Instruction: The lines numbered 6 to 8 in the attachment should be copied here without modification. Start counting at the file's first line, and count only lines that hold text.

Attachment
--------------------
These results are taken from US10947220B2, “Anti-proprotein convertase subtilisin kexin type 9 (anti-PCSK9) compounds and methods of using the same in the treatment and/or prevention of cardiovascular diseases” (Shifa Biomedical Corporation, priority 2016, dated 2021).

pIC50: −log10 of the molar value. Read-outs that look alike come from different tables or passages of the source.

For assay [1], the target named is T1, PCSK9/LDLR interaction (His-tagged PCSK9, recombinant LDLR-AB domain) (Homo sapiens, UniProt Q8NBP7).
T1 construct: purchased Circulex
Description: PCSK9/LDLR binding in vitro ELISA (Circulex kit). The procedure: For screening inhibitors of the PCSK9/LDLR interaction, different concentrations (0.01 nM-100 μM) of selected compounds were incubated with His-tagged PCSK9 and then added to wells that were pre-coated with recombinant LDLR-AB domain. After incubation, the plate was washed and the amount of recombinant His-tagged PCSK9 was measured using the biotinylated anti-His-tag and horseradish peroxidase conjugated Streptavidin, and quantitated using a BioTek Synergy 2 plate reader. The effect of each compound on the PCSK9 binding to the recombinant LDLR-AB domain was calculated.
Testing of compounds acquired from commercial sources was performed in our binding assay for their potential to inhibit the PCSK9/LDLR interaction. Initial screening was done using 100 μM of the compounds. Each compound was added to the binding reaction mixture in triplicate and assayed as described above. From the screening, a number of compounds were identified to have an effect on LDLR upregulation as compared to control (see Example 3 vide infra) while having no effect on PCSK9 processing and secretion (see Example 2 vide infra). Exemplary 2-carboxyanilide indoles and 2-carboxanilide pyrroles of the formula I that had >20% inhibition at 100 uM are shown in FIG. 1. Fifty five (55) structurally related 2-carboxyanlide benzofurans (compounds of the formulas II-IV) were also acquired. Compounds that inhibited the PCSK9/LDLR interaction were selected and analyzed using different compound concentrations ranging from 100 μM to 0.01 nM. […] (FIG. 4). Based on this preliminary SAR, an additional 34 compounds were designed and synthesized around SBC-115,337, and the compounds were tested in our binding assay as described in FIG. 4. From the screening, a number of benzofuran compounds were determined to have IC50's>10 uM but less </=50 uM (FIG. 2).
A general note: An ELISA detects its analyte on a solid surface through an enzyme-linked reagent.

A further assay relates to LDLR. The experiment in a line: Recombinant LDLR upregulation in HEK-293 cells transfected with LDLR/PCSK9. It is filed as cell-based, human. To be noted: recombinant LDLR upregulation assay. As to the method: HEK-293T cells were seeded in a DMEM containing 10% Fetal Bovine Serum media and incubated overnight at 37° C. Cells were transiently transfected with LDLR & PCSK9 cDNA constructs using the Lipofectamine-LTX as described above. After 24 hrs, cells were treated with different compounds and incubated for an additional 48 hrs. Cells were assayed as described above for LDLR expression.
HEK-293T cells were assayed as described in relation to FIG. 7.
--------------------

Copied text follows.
Testing of compounds acquired from commercial sources was performed in our binding assay for their potential to inhibit the PCSK9/LDLR interaction. Initial screening was done using 100 μM of the compounds. Each compound was added to the binding reaction mixture in triplicate and assayed as described above. From the screening, a number of compounds were identified to have an effect on LDLR upregulation as compared to control (see Example 3 vide infra) while having no effect on PCSK9 processing and secretion (see Example 2 vide infra). Exemplary 2-carboxyanilide indoles and 2-carboxanilide pyrroles of the formula I that had >20% inhibition at 100 uM are shown in FIG. 1. Fifty five (55) structurally related 2-carboxyanlide benzofurans (compounds of the formulas II-IV) were also acquired. Compounds that inhibited the PCSK9/LDLR interaction were selected and analyzed using different compound concentrations ranging from 100 μM to 0.01 nM. […] (FIG. 4). Based on this preliminary SAR, an additional 34 compounds were designed and synthesized around SBC-115,337, and the compounds were tested in our binding assay as described in FIG. 4. From the screening, a number of benzofuran compounds were determined to have IC50's>10 uM but less </=50 uM (FIG. 2).
A general note: An ELISA detects its analyte on a solid surface through an enzyme-linked reagent.

A further assay relates to LDLR. The experiment in a line: Recombinant LDLR upregulation in HEK-293 cells transfected with LDLR/PCSK9. It is filed as cell-based, human. To be noted: recombinant LDLR upregulation assay. As to the method: HEK-293T cells were seeded in a DMEM containing 10% Fetal Bovine Serum media and incubated overnight at 37° C. Cells were transiently transfected with LDLR & PCSK9 cDNA constructs using the Lipofectamine-LTX as described above. After 24 hrs, cells were treated with different compounds and incubated for an additional 48 hrs. Cells were assayed as described above for LDLR expression.